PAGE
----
The UK National Statistics office reported that the trade deficit in Britain narrowed more than forecast to 7.768 billion pounds, with exports hitting a record high in August, though imports declined. July’s trade gap was at 8.154 billion and was expected to widen to 8.8 billion pounds.
Here are some comments from analysts in reaction to the data:
HOWARD ARCHER, GLOBAL INSIGHT
“The August trade data were appreciably better than expected, giving a welcome, much-needed boost to third-quarter growth prospects.
“However, severe concerns persist about the prospects for exports in the near term, at least given recent weakened global economic activity and the current worrying growth prospects. This threatens to increasingly counter the support to UK exports coming from a competitive pound and undermine hopes that net trade can make a healthy positive contribution to UK GDP over the next few quarters.”
KAH CHYE TAN, BARCLAYS CORPORATE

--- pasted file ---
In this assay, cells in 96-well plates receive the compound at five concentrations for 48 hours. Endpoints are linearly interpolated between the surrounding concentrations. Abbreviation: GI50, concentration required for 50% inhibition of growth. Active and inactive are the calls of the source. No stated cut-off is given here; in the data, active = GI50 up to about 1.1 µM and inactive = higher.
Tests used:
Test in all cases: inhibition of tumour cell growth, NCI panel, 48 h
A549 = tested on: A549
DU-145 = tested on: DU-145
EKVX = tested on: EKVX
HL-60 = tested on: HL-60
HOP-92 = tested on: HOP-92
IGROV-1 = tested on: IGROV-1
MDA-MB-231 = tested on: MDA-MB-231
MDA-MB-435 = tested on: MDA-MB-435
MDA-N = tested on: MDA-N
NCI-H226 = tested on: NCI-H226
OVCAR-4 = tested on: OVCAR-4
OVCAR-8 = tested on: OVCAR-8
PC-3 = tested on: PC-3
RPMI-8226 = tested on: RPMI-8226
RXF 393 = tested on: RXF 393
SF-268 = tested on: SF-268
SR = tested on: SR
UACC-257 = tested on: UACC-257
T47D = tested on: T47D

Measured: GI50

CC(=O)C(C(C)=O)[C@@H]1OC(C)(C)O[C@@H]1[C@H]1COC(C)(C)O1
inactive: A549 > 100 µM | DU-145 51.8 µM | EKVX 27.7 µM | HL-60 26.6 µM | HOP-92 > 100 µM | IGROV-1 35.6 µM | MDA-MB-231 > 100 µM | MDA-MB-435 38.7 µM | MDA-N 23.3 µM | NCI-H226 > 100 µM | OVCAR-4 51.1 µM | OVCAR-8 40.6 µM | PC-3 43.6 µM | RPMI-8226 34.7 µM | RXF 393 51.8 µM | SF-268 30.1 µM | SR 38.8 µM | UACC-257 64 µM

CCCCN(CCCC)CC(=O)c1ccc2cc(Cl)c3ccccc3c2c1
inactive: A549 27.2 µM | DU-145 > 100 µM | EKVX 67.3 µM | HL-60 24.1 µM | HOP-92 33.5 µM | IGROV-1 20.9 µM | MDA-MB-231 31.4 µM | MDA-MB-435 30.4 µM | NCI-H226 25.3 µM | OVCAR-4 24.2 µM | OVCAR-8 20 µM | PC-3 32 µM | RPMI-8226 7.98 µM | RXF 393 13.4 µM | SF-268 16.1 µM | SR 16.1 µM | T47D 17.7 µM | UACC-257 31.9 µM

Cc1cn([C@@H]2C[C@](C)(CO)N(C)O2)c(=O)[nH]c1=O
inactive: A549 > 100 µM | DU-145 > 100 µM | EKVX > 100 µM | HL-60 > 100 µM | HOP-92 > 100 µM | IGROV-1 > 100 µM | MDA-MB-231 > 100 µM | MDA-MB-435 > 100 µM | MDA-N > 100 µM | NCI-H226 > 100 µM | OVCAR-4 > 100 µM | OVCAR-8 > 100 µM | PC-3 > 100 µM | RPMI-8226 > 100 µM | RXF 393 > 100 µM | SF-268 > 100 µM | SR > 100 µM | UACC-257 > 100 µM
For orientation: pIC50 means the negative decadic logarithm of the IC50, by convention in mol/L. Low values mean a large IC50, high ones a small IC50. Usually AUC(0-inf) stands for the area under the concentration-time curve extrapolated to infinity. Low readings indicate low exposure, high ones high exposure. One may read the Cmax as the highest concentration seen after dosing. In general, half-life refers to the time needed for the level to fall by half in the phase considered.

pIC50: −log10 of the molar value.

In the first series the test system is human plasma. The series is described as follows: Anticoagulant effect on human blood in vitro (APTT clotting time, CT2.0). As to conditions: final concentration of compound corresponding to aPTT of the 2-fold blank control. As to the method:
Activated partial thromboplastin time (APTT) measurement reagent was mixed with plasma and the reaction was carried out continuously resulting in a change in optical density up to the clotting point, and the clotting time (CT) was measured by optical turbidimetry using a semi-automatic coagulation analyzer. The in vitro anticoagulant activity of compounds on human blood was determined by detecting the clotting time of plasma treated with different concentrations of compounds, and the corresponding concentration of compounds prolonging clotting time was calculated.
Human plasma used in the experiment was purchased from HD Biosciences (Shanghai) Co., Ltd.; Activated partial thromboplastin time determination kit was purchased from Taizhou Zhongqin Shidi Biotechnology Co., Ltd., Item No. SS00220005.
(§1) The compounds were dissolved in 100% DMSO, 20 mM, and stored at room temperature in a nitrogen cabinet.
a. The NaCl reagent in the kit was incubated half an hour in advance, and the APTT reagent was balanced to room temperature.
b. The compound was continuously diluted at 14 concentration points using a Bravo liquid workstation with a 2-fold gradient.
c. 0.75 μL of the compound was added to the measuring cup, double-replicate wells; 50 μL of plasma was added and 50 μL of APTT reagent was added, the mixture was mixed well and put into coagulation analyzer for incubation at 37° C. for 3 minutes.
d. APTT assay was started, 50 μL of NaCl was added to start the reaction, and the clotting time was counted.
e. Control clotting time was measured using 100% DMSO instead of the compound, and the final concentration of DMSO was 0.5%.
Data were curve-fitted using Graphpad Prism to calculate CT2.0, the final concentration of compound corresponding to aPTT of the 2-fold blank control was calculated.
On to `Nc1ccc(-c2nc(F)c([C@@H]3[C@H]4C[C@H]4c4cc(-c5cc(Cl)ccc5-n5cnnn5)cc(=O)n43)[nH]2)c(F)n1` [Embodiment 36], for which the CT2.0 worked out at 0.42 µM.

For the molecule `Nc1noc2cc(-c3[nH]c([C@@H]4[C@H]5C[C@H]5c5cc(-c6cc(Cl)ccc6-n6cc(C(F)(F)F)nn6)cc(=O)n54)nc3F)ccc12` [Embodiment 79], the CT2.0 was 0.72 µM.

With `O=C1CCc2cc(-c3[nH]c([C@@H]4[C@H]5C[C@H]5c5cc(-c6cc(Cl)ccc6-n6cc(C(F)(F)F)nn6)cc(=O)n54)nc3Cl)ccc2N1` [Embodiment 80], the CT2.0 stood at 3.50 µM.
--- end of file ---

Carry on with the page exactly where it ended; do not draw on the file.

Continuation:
“The latest quantitative easing measures should help to spur on UK trade by adding downward pressure on the pound.
“While this is good news for UK exporters, importers will be feeling the brunt of an increase in the cost of raw materials and finished goods.
“Despite the beneficial offset of a cooling in commodities prices, these factors will still feed into input costs adding to inflation.
“Given the global turmoil facing both exporters and importers today, it is hard to see major growth in UK trade flows in the short term at least.”
PETER DIXON, COMMERZBANK
“A bit of a surprise in the sense that exports were so strong given all that’s going on in the global economy. The weakness of imports is a reflection of what’s happening domestically.
“The numbers smell a bit funny because the deficit feels too narrow given where we are in the cycle. That said, it will help give a boost to Q3 GDP; the strength of the export numbers alone will certainly give us more upside to the GDP than we’ve hitherto expected.”